Restoring a 1951 Kenwood “Chef” Electric Food Mixer – Part 1

12 thoughts on “Restoring a 1951 Kenwood “Chef” Electric Food Mixer – Part 1”

  1. I just got one in beautiful condition. However the rubber “fingers” that is holding the blending glass jug in position, became brittle. I take it after so many years something has got to give.

  2. I have a Model A700.D which was my mothers. She obtained this in Toronto Canada, by contracting to purchase a 3 year supply of powdered milk. This was likely around 1954. This unit had all if the attachments including juicer sausage maker meat grinder and top blender. the unit still works beautifully. I am concerned that because of age and component (ie. ribber and various seals like cork etc
    will need replacing. This looks like a daunting challenge. Thanks for the superb detail in your dismantling tutorial.

  3. Thanks for the interesting comment. It is a bit of a challenge to restore one of these, but very satisfying and well worth it. At a minimum you will need to clean out the gearbox and replace the grease, replace the seals and the large o-ring around the gearbox (I made my own from some o-ring cord), replace the motor brushes, and check the motor wiring from signs of insulation damage. The next step would be to replace the electrical components – but your mixer may keep going for a while yet if the current components are still ok. Just inspect them and see if any of the capacitors have blown.

    1. I have one of these beauties. We live in Canada and when my family moved here from South America in 1963 with all 11 children, my parents, and my mother’s mother, the only thing she insisted on bringing with her outside of clothing and personal belongings was this Kenwood, all million pounds of it. She just recently passed and left it for me (she and I both love to bake). When I turned it on there is a burning smell. My husband and I are anxious to restore it ourselves as a labour of love and are hoping you might comment on what specific area to concentrate on given the burning smell. Thank you for such a great demonstration of “how to..”

      1. Wow, what an interesting history your machine has! You definitely have to fix it. A burning smell…well the main part that gets really hot is the big wire-wound resistor that is used to slow the motor as part of the speed control mechanism. If it’s a burning plastic type smell, then it might be an insulated wire that is too close to the resistor. If it’s more of a burning oil type smell, then some oil (from the gearbox grease) has most likely leaked into the motor compartment. This is very common, as oil separates from the old grease, and the old seals between the motor and the gearbox can no longer contain it. You can see in my post that my very early A700 motor was completely saturated with oil. It didn’t run before I restored it, so I don’t know what it would have smelled like! The good news is that these are fairly simple machines to fix, if a little messy with all that old grease to clean up. Given the age of the machine, I would suggest you take the time and effort to do a complete overhaul of the gearbox and motor, including replacing all the seals, motor brushes, and any degraded wiring.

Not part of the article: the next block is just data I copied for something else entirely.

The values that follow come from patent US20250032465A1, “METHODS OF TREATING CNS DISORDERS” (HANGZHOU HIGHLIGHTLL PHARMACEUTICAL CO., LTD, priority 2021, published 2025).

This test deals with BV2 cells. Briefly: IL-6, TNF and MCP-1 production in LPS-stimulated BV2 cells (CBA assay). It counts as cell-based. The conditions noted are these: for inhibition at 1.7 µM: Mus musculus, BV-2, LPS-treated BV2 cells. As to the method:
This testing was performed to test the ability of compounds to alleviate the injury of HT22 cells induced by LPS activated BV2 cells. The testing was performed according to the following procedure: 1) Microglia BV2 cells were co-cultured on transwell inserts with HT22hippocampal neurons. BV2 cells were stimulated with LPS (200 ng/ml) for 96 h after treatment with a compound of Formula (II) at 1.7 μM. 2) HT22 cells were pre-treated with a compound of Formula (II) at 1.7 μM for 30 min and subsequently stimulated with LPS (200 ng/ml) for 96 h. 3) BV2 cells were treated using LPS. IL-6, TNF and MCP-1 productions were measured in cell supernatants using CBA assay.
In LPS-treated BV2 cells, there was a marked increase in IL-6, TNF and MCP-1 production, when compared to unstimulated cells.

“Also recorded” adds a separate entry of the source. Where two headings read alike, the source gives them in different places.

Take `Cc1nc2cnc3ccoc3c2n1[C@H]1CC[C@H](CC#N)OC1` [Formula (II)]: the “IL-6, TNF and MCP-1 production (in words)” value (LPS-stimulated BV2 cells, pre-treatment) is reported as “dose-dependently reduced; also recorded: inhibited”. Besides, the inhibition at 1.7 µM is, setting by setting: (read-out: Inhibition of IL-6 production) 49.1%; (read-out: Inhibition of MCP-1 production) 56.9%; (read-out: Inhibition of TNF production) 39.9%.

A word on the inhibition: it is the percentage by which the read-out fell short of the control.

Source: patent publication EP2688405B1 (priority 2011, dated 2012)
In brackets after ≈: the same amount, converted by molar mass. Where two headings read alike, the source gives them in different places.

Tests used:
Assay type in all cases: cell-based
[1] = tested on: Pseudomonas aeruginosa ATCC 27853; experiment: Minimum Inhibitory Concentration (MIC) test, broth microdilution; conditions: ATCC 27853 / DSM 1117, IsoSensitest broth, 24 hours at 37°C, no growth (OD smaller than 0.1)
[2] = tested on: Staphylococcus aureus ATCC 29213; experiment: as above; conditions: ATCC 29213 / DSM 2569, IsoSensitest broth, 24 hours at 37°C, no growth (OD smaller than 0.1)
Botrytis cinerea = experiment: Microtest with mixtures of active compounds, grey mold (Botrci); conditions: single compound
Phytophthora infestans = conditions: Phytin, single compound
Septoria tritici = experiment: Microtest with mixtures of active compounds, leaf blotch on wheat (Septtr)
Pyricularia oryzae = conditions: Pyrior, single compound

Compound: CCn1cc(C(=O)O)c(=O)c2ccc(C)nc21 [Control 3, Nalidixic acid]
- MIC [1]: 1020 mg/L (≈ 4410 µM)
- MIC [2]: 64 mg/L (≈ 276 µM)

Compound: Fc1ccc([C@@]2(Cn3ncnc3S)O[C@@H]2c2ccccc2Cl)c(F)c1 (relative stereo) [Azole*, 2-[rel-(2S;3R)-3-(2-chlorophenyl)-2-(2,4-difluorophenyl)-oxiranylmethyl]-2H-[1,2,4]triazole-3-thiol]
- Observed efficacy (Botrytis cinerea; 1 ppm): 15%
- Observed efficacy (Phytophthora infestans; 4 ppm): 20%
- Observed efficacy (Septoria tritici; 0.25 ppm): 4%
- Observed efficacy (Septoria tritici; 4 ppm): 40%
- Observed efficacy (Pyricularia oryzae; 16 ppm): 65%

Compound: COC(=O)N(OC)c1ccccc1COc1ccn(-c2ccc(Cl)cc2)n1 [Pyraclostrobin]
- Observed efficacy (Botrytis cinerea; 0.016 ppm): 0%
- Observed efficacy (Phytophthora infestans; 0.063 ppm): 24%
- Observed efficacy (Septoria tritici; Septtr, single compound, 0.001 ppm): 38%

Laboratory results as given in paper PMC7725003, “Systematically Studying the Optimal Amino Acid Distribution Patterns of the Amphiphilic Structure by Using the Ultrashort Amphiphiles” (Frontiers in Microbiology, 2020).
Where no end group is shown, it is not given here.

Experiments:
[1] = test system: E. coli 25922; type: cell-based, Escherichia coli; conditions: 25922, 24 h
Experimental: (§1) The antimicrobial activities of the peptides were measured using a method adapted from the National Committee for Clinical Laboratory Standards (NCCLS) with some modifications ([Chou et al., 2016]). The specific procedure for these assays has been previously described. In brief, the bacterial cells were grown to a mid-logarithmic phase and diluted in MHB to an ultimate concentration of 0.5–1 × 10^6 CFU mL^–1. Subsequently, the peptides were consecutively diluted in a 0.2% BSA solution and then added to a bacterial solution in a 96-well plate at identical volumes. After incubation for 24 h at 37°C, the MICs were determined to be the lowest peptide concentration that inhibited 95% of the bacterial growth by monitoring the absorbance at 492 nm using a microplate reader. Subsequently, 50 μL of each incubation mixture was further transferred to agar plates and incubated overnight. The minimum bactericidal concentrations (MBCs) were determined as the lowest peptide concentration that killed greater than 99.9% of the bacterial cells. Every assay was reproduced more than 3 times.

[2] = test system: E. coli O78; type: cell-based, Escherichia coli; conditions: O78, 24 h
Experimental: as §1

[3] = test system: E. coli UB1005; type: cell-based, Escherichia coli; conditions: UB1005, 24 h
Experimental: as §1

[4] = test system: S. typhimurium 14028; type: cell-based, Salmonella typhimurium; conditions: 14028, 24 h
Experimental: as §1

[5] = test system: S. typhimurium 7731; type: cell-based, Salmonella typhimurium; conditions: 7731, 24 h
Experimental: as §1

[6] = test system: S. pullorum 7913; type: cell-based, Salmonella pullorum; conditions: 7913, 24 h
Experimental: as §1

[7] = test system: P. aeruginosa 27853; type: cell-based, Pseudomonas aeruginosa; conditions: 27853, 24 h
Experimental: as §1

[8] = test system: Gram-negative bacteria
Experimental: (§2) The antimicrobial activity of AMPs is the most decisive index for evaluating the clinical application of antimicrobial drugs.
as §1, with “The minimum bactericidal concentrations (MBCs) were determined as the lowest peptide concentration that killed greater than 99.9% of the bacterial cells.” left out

Is your machine is an A700, or an A700-D? And out of interest, what is the serial number?

      2. Thanks so much for writing back so quickly. Mine is the 700A model, serial number 136842. I appreciate very much you pointing us in the right direction. It does not smell like plastic, definitely more an oil smell. I can’t wait to get started!

      3. That’s quite an early machine, so it will almost certainly have leaked oil into the motor. This was obviously a problem at time, as they improved the seal between the motor and gearbox starting with serial number 255615. I cut my own nitrile rubber seal to replace the original cork seal. We’ll have see how it holds up over time! I’m going to send you a link so that you can download the original service manual as well.

  4. We have a 700A Serial No 27551 with speed control 1-16. Runs well except after long use there is a noise like a dry bearing. The gearbox is a little noisy so would a strip down be in order ? Many thanks.

    1. Yes, most definitely! That is a very early A700 – the lowest serial number I’ve come across. This almost certainly means that, if it hasn’t been been serviced before, the gearbox grease will be completely degraded and oil may be leaking into the motor compartment. Also, the motor wires are likely to have cracked or even be missing insulation, making them a potential shorting hazard. The old suppression capacitors will probably be blown too. I would be giving it a full internal restoration (grease and seals replacement, and motor clean and re-wire) at least.

      1. Many thanks for the prompt reply, Looks like I have some (enjoyable ) work in front of me. Trying at all costs to avoid a modern replacement.

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